Tuesday 21 January 2020

Bullying-related suicide is on the rise among our teens

Colin Gleeson

DOZENS of young Irish teenagers have fallen victim to the same fate as Phoebe Prince, who took her own life after being tormented by bullies, Ireland's leading bullying expert has warned.

Tragic Phoebe (15), who was originally from Co Clare, took her own life after an orchestrated campaign of hatred against her by classmates in the US.

Latest figures from the Central Statistics Office reveal more than 70 teenagers under 17 took their own lives between 2006 and last September.

There is no data available that provides an explanation of the factors involved in these deaths.

However, Trinity College's Anti-Bullying Centre founder Mona O'Moore last night revealed she was aware that the Phoebe case had been mirrored here "at least four times" in the past 12 months alone.

And she said that she was in "no doubt" the extent of bullying Phoebe was subjected to was happening "on a grand scale" in this country.

"Not only is the Phoebe Prince case something that could happen here -- it already has happened here.

"I have knowledge of cases about youngsters who have died by suicide as a result of bullying after just getting so depressed," Dr O'Moore told the Irish Independent.

"Within the last year, I've heard of at least four secondary school students who died by suicide because of bullying. There was also one eight-year-old who took that drastic step."

Dr O'Moore criticised the Government for not doing enough to combat the problem.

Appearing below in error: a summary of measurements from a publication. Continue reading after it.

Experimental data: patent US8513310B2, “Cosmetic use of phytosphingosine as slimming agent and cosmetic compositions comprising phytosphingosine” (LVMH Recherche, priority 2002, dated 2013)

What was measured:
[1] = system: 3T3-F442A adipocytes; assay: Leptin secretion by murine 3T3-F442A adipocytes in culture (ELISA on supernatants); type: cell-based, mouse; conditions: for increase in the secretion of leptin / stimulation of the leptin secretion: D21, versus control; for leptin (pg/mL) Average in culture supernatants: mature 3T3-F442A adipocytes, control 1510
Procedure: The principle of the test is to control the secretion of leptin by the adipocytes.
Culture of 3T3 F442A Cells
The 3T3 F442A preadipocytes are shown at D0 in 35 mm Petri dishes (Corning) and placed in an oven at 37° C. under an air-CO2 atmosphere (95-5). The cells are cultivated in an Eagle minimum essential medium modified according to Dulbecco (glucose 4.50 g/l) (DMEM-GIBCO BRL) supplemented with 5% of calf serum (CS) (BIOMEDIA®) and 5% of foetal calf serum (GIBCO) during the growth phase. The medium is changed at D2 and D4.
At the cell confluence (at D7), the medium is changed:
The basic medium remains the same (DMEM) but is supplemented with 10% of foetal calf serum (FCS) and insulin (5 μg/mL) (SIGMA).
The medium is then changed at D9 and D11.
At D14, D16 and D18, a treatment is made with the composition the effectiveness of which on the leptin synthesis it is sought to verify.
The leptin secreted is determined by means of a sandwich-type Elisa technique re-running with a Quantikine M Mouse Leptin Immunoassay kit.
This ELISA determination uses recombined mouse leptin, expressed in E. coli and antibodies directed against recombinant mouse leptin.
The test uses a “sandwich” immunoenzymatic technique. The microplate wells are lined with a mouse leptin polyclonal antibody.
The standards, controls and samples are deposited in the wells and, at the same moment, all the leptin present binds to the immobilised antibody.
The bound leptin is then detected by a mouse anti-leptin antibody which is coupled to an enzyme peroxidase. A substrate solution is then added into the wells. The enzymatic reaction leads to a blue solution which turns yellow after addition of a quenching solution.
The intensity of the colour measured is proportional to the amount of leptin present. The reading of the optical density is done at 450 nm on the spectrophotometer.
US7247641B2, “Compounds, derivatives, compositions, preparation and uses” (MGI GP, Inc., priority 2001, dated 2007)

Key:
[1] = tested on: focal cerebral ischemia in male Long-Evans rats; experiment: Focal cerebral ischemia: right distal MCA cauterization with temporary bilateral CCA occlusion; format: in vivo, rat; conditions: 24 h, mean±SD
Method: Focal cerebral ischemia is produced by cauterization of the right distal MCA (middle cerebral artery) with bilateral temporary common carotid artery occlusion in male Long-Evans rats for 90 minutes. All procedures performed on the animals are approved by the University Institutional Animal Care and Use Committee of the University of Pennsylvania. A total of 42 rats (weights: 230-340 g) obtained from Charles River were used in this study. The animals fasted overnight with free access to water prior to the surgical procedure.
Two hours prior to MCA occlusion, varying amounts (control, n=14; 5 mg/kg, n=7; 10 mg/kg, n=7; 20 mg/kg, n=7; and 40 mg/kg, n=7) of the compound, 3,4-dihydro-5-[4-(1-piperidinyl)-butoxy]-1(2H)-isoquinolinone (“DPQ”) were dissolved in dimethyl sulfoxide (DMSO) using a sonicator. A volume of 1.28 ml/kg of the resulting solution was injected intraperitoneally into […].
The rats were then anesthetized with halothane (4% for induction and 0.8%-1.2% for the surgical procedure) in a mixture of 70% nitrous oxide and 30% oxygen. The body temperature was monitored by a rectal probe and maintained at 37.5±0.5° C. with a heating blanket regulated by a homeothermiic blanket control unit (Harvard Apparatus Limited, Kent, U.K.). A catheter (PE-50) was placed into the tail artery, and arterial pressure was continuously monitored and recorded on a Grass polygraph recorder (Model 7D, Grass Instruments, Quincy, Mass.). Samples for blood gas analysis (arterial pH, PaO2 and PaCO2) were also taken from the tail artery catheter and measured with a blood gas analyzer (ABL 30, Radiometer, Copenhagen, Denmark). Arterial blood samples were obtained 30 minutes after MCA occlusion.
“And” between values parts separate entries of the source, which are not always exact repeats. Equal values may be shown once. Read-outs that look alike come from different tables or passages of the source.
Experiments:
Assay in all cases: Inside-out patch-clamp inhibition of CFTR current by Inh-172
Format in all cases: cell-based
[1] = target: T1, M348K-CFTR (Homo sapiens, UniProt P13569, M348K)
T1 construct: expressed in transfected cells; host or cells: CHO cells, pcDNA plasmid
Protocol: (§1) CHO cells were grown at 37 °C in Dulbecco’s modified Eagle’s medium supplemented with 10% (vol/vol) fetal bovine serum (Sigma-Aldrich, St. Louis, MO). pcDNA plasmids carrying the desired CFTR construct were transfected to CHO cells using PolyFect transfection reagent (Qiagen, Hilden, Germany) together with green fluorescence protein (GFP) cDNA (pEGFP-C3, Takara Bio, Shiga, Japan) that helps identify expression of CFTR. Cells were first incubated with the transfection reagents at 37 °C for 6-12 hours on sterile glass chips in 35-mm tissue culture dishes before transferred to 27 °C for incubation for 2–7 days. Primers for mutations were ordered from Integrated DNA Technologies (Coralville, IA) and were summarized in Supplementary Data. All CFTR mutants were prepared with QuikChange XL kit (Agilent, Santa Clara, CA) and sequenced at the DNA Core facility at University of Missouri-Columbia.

"I'm appealing to them to put checks in place so they can monitor whether schools are actually implementing anti-bullying policies," she said.

Irish Association of Suicidology founder John Connolly also said there was "no doubt" teenagers were dying by suicide because of bullying in this country. "It does happen. Suicide is multi-faceted but certainly bullying can be a factor. In my own clinical practice, I would meet a lot of people who are very depressed about being bullied and maybe suicidal," he said.

In 2007, Leanne Wolfe, from Co Cork, took her own life just two weeks after her 18th birthday following years of torment from a gang of girl bullies.

After her death, her devastated parents discovered her diary which revealed a cruel campaign against her involving messages on websites, mobile phone abuse, threats, horrific rumours, bald patches torn in her hair, and a black eye.

Leanne's mother, Colette, last night told how she had originally thought her daughter's case was "an extreme one" but later discovered otherwise.

"After her death, we were inundated with people coming to us with similar stories," she told the Irish Independent.

"We had a couple who came to our door and told us about their 15-year-old daughter who had twice attempted to take her own life because of bullying.


"Another little girl wrote to Leanne's Bebo email after her death and said she knew what it was like to be lonely and bullied. She said she was really struggling and didn't want to live. I wrote to her and told her how glad we were that she had written to Leanne and that she shouldn't be scared and should tell someone," Colette said.

The Department of Education's National Educational Psychological Service (NEPS) is charged with enabling schools to deal with traumatic events.

"In relation to suicide, advice is given on prevention," a spokeswoman said. "NEPS psychologists also attend schools following such incidents."

She added that about 100 requests were made every year "involving the full range of trauma types". But the group does not record specific incidents of suicide within these interventions.

Irish Independent

Editor's Choice

Also in Irish News